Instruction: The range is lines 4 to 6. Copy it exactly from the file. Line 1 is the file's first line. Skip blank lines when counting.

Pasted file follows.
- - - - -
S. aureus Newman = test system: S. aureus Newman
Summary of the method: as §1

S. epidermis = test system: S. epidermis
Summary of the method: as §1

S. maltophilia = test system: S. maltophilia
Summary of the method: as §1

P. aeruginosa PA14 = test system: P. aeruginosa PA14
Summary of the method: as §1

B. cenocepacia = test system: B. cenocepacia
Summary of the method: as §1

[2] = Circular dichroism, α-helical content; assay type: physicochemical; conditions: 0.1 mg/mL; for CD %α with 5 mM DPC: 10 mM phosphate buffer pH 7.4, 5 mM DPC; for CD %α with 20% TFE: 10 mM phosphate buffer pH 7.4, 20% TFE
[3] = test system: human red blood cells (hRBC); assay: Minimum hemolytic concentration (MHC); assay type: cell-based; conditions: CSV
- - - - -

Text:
Summary of the method: as §1

S. maltophilia = test system: S. maltophilia
Summary of the method: as §1